Thomas R Carper

GAO: Pruitt’s Pricey Privacy Booth Violated Federal Law
Monday report states funds were not legally available

A staffer exits the Senate subway on April 11 with a poster detailing EPA Administrator Scott Pruitt’s ethics issues. (Bill Clark/CQ Roll Call)

The EPA violated federal law when it paid more than $43,000 to install a soundproof privacy booth for Administrator Scott Pruitt without first notifying congressional appropriators, the Government Accountability Office said.

The agency violated the law by using more than $5,000 of fiscal 2017 appropriated funds for an unintended purpose without giving lawmakers advance notice, GAO investigators wrote in a report released Monday.

Former Coal Lobbyist Confirmed as Pruitt’s Deputy at EPA
Heitkamp and Manchin join Republicans on vote

EPA Administrator Scott Pruitt now has a deputy — a former fossil fuel lobbyist — after a Senate confirmation vote Thursday. (Tom Williams/CQ Roll Call file photo)

The Senate has confirmed former fossil fuel lobbyist Andrew Wheeler as deputy EPA administrator, providing a second-in-command for Administrator Scott Pruitt as he struggles amid alleged ethical failings.

Wheeler was confirmed Thursday with a 53-45 vote. Some Democrats hoped Pruitt’s difficulties would give them the votes to block the confirmation, but their efforts were not enough. Democratic Sens. Heidi Heitkamp of North Dakota and Joe Manchin III of West Virginia joined Republicans in voting for Wheeler. Both are running for re-election this year in states won by President Donald Trump.

Dems Question Scott Pruitt Death Threats; Barrasso Rejects Hearing
EPA chief's security concerns questioned

Senate Democrats question whether EPA Administrator Scott Pruitt is embellishing death threats to justify heightened security details and want to question him in a hearing. (Tom Williams/CQ Roll Call file photo)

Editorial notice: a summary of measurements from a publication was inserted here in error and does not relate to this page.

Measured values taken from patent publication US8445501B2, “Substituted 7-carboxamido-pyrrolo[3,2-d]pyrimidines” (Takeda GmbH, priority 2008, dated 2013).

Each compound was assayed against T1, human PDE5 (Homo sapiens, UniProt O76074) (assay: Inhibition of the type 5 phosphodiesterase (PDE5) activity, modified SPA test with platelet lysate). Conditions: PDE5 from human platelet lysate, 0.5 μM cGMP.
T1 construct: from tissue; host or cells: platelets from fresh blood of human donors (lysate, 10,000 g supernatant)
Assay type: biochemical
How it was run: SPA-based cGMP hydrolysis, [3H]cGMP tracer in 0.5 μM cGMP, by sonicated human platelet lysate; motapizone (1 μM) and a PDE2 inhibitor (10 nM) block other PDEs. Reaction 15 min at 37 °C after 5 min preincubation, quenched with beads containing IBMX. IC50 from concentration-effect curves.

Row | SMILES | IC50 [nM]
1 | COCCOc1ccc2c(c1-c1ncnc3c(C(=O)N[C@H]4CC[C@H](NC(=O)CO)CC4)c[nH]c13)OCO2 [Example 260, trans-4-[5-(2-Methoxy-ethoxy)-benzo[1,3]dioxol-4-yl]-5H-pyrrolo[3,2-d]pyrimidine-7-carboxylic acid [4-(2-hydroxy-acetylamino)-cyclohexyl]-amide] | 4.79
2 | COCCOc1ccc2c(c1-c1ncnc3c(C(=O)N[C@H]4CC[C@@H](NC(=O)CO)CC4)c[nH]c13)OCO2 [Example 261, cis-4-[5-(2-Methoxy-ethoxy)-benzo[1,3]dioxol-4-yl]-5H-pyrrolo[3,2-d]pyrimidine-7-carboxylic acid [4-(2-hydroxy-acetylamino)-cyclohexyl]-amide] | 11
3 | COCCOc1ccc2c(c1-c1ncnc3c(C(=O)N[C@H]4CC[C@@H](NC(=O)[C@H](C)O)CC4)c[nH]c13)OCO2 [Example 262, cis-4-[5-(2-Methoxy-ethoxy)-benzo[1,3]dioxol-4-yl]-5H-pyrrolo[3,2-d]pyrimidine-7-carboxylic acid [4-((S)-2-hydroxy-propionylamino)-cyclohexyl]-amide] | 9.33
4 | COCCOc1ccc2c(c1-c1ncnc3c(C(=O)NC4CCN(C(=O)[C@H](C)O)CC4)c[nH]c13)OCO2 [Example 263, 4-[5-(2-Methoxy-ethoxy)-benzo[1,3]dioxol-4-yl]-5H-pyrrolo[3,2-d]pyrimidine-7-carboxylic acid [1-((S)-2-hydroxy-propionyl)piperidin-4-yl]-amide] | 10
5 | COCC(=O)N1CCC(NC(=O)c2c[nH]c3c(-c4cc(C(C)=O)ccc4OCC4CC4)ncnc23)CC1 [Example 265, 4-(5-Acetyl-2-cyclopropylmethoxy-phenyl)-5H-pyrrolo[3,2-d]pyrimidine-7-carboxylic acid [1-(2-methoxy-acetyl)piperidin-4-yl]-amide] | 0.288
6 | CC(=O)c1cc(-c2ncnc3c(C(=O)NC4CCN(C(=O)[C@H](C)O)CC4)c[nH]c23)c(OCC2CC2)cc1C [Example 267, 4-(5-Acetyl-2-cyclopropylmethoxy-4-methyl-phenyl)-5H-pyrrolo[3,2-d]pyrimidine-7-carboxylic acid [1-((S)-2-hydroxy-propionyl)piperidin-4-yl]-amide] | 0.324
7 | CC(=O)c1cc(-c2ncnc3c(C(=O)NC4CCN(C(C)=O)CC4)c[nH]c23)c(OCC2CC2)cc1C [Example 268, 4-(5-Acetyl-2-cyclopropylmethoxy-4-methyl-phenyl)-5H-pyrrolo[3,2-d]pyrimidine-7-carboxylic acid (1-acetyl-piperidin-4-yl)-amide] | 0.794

Senate Environment and Public Works Chairman John Barrasso of Wyoming said he will not hold oversight hearings to examine alleged ethical lapses by EPA Administrator Scott Pruitt, including on exorbitant spending on security.

Two top Democrats on the committee, ranking member Thomas R. Carper of Delaware and Sheldon Whitehouse of Rhode Island, on Tuesday demanded such hearings, saying they have confidential documents that contradict public statements made by Pruitt, EPA spokespersons and President Donald Trump regarding the administrator’s security spending.

Senate Passes Bank Deregulation Bill, House May Seek Additions
More than a dozen Democratic senators joined all Republicans

Senate Banking Chairman Michael D. Crapo sponsored the measure that would ease regulations on all but the biggest banks. (Tom Williams/CQ Roll Call file photo)

The Senate voted Wednesday to pass a bill that would be the biggest bank deregulation since 1999 and would roll back parts of the 2010 Dodd-Frank financial overhaul.

More than a dozen Democrats joined the Republicans to pass the bill, sending it to the House, where conservative Republicans may seek to attach further provisions to roll back the 2010 law. Republicans will be trying to straddle the line between the extensive reversal of bank regulation that they seek and keeping on board the Senate Democrats who will be needed to clear the measure.

Chao, Senate Democrats Spar on Infrastructure Proposal
Transportation secretary says ask the White House about gas tax increase

Transportation Secretary Elaine Chao pushed back on Democrats' criticism about the administration's infrastructure plan, such as it is. (Bill Clark/CQ Roll Call file photo)

Transportation Secretary Elaine Chao and Democrats on the Senate Environment and Public Works Committee sparred Thursday over environmental requirements and funding in the president’s infrastructure proposal, jousting over the contents of a plan that top Senate Republicans indicated this week isn’t likely to pass this year.

Chao repeatedly defended the plan from charges by committee Democrats that it would strip environmental protections, saying the administration only wanted to improve the process without sacrificing environmental quality. The administration wants to eliminate duplication and allow relevant agencies to conduct environmental reviews simultaneously rather than sequentially, she said.